Our Campaigns

Arctic

The Arctic is in danger. Its ice is retreating at an increasing speed, cleaning the path for greedy oil companies that see this catastrophe as a business opportunity. Native people traditional way of life and health will be at risk and wildlife are to be uselessly endangered in the name of a shortsighted idea of progress and growth. Canada is one of the Largest Arctic countries in the world, and as such it has a clear responsibility to take a precautionary approach for any new development. The Arctic campaign is a massive worldwide effort to ban all industrial extractive activities at the inhabitant area in the Arctic oceans Together we can save the Arctic.

Climate and Energy 

Climate change and the threats of nuclear energy are real. That is why Greenpeace works to bring about a clean and just energy future. Tar sands and nuclear development plague the ecosystems and communities they occupy with safety and health risks. The Energy [R]evolution is a set of ready-to-implement solutions that lead away from the dangers of climate chaos and nuclear meltdown. It is a vision of the clean and just energy future for everyone on the planet.

Forests

With 80 per cent of the planet's ancient forests already lost or degraded, the need for increased protection of the world’s remaining forests is more urgent than ever. Forests help stabilize the climate, sustain life, provide jobs, and are the source of culture for many Indigenous communities. Greenpeace opposes destructive and unsustainable development in the remaining ancient forests in Canada and globally. To effect positive change and put lasting solutions in place, we challenge the global marketplace, engage consumers, pressure governments and work with industry to protect the Boreal Forest, the Great Bear Rainforest and the Indonesian Rainforest.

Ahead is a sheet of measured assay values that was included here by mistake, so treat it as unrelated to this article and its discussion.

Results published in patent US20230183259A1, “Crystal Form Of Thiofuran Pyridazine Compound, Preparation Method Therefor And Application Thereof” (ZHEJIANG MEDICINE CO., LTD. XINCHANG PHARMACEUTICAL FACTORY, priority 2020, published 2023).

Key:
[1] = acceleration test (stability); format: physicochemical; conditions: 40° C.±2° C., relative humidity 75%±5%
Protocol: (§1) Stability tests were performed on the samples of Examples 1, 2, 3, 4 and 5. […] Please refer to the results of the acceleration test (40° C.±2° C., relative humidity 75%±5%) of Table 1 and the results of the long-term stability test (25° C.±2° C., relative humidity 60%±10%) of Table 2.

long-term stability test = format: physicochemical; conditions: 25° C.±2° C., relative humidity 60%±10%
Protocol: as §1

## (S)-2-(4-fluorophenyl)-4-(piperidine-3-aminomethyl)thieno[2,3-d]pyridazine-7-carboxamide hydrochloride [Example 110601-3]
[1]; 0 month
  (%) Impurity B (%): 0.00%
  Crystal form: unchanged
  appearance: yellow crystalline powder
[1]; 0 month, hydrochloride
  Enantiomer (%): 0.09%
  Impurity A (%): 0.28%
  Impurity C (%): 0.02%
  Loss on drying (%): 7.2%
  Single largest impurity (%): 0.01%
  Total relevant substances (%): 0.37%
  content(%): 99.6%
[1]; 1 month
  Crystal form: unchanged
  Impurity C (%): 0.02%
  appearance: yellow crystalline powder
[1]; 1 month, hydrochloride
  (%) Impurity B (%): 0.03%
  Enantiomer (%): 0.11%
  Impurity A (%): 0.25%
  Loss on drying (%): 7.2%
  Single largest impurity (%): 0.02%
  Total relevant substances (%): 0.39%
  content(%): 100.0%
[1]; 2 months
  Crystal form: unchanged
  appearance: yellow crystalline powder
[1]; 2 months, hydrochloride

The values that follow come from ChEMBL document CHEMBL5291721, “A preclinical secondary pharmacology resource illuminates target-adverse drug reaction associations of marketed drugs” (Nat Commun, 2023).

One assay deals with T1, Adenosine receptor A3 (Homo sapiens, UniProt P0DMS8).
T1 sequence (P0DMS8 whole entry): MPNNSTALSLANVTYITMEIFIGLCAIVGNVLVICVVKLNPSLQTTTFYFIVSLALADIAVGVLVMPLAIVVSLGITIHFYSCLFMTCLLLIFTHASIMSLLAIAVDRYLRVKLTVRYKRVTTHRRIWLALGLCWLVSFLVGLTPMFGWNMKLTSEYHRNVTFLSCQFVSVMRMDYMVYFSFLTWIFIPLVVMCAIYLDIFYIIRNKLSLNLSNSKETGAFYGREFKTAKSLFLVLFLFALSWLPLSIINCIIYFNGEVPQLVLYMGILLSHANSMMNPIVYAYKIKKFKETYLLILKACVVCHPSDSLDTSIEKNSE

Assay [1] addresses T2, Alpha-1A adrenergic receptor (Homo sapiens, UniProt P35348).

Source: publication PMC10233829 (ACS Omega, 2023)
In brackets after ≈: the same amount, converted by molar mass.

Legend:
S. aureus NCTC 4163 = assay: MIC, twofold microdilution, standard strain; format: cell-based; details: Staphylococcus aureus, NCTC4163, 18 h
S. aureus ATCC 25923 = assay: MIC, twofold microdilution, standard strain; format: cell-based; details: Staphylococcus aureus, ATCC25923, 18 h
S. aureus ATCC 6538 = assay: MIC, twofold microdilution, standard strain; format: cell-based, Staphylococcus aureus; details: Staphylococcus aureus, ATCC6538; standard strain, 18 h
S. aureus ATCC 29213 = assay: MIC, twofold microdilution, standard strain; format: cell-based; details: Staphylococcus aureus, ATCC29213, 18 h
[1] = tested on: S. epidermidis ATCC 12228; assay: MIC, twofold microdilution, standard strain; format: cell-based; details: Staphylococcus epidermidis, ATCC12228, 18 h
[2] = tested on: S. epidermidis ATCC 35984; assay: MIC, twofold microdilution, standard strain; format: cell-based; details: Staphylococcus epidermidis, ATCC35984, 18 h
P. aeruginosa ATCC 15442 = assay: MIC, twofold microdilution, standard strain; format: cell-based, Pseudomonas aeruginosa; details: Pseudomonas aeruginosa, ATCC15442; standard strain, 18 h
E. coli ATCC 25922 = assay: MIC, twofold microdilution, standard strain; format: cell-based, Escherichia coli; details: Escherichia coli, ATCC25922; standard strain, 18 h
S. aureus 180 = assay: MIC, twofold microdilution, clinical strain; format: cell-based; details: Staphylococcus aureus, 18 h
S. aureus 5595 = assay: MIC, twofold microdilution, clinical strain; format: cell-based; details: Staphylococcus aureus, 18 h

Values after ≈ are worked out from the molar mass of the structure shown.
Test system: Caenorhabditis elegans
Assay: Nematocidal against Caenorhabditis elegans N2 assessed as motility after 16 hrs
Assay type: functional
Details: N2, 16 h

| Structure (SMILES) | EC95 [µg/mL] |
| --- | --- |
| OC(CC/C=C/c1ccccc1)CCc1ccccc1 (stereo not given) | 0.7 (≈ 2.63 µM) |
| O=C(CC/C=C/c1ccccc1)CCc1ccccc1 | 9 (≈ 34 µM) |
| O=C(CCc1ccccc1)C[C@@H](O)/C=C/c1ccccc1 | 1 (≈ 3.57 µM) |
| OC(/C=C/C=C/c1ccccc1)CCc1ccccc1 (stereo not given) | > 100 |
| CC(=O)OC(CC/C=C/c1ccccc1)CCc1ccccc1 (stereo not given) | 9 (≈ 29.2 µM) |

Oceans

Life on our blue planet depends on healthy oceans, but recent reports warn that sea life  faces the next mass extinction. Next to climate change, overfishing is the single greatest threat to marine biodiversity. Industrial fishing has reduced populations of large, predatory fish  like tuna, cod and sharks by about ninety per cent in the last fifty years. Growing demand for seafood, wasteful fishing practices and mismanaged fish stocks and aquaculture operations are leading to broken links in marine food chains in Canadian waters and worldwide. Urgent action is needed to protect marine life and allow recovery. Greenpeace works to relieve pressure on ocean ecosystems and to establish a network of no-take marine reserves–ocean parks–covering 40 per cent of the world's oceans.

 

The latest updates

 

ᐊᔪᖅᓴᖏᑦᑐᒪᓂᖅ ᐅᖅᓱᐊᓗᖕᓂᐊᖅᑐᖃᖏᓪᓗᓂ

Blog entry by ᑎᑎᕋᖅᑕᖏᑦ ᓂᑯᓚᐃ ᕋᑦᓯᐊᕝ | April 22, 2015

ᐊᑎᕋ ᓂᑯᓚᐃ. ᑰᒥᒥᐅᓂᒃ ᐃᓅᖃᑕᐅᔪᖓ, ᑕᐃᒫᑦᓴᐃᓐᓇᕐᓗ ᑕᐃᔭᐅᔪᒥᒃ ᐊᕕᑦᑐᖅᓯᒪᓂᕐᒥᐅᑕᐅᓪᓗᖓ, ᑕᐅᕙᓂ ᐅᐊᓐᓇᖅᐸᓯᐊᓂ ᐅᓛᓯᐊᑉ. ᑲᓇᑕᒧᖓᐅᓵᓕᓂᐊᓕᕋᒪ, ᐱᓗᐊᖅᑐᒥᒃ ᐃᖃᓗᓐᓄᖓᐅᓗᖓ, ᓄᓇᖓᓐᓂ ᓄᓇᕗᒻᒥᐅᑦ, ᓯᕗᓪᓕᖅᐹᕆᔭᕋᓂᒃ. ᐃᓕᓴᐃᔨᐅᕙᓚᐅᖅᑐᖓ ᓄᓇᓕᕆᔨᐅᓂᕐᒥᒃ, ᐃᓕᓐᓂᐊᖃᑦᑕᖅᓯᒪᓪᓗᖓᓗ ᐃᓄᐃᑦ ᓄᓇᖁᑎᖏᓐᓂᒃ ᐊᒻᒪᓗ ᑲᓇᑕᐅᑉ ᐅᑭᐅᖅᑕᖅᑐᖅᐸᓯᐅᓂᖓᓂᒃ.

Looking back: Canada's Arctic Council Chairmanship

Blog entry by Alex Speers-Roesch | April 22, 2015

This week in Iqaluit, the capital of the Canadian territory of Nunavut, the torch of global Arctic leadership will be passed as the United States assumes the Chairmanship of the  Arctic Council , the intergovernmental forum comprised...

5 Things I Learned at my First Canadian Nuclear Safety Commission Hearing

Blog entry by Fawn Edwards | April 20, 2015 2 comments

Last week, I attended my first Canadian Nuclear Safety Commission (CNSC) hearing in Kincardine, Ontario. The Commission was considering Bruce Power’s application to renew their operating license for their eight nuclear reactors on the...

Canada needs a nuclear watchdog not a lapdog

Blog entry by Shawn-Patrick Stensil Senior Nuclear Analyst | April 15, 2015

Today I’m asking the Canadian Nuclear Safety Commission (CNSC) to do its job: protect Canadians from Fukushima –like accidents.  May seem obvious but somebody has to tell them.   The Commission is way too cozy with the nuclear...

Ontario's carbon price is an important step toward a low-carbon future

Blog entry by Keith Stewart | April 14, 2015 1 comment

Congratulations to Ontario Premier Kathleen Wynne and her government on taking an important step towards implementing an economy-wide price on carbon pollution. The Premier announced yesterday  that Ontario will be joining with Quebec...

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